The European Court of Justice, National Governments, and Legal Integration in the European Union
We develop a game theoretic model of the conditions under which the European Court of Justice can be expected to take “adverse judgments” against European Union member governments and when the governments are likely to abide by these decisions. The model generates three hypotheses. First, the greater the clarity of EU case law precedent, the lesser the likelihood that the Court will tailor its decisions to the anticipated reactions of member governments. Second, the greater the domestic costs of an ECJ ruling to a litigant government, the lesser the likelihood that the litigant government will abide by it (and hence the lesser the likelihood that the Court will make such a ruling). Third, the greater the activism of the ECJ and the larger the number of member governments adversely affected by it, the greater the likelihood that responses by litigant governments will move from individual noncompliance to coordinated retaliation through new legislation or treaty revisions. These hypotheses are tested against three broad lines of case law central to ECJ jurisprudence: bans on agricultural imports, application of principles of equal treatment of the sexes to occupational pensions, and state liability for violation of EU law. The empirical analysis supports our view that though influenced by legal precedent, the ECJ also takes into account the anticipated reactions of member governments.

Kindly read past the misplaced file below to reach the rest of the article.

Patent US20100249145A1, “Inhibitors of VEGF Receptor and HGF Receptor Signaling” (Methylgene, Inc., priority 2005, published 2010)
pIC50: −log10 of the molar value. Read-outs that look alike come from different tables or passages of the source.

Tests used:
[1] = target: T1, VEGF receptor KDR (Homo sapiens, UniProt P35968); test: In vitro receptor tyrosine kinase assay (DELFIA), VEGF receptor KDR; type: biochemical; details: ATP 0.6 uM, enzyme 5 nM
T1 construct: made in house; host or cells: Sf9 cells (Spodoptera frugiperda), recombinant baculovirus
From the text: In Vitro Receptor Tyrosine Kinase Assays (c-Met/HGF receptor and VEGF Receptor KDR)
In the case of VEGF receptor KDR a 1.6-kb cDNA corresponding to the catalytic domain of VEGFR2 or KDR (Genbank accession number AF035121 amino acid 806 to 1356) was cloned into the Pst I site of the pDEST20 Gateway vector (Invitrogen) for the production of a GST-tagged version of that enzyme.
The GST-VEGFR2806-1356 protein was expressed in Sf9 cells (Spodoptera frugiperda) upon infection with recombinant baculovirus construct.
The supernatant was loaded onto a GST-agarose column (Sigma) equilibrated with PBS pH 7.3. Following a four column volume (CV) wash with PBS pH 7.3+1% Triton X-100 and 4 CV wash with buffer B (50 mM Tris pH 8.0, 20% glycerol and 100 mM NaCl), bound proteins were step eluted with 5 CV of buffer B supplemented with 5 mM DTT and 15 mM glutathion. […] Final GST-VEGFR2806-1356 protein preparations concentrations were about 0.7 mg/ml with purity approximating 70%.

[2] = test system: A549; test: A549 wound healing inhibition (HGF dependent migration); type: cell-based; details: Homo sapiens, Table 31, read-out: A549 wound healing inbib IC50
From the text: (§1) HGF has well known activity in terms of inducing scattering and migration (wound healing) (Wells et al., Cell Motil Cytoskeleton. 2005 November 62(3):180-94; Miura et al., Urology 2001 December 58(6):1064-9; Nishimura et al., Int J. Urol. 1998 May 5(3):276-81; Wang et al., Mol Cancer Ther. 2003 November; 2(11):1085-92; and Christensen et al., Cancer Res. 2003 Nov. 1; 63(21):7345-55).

Volume (Year): 52 (1998)
Issue (Month): 01 (December)
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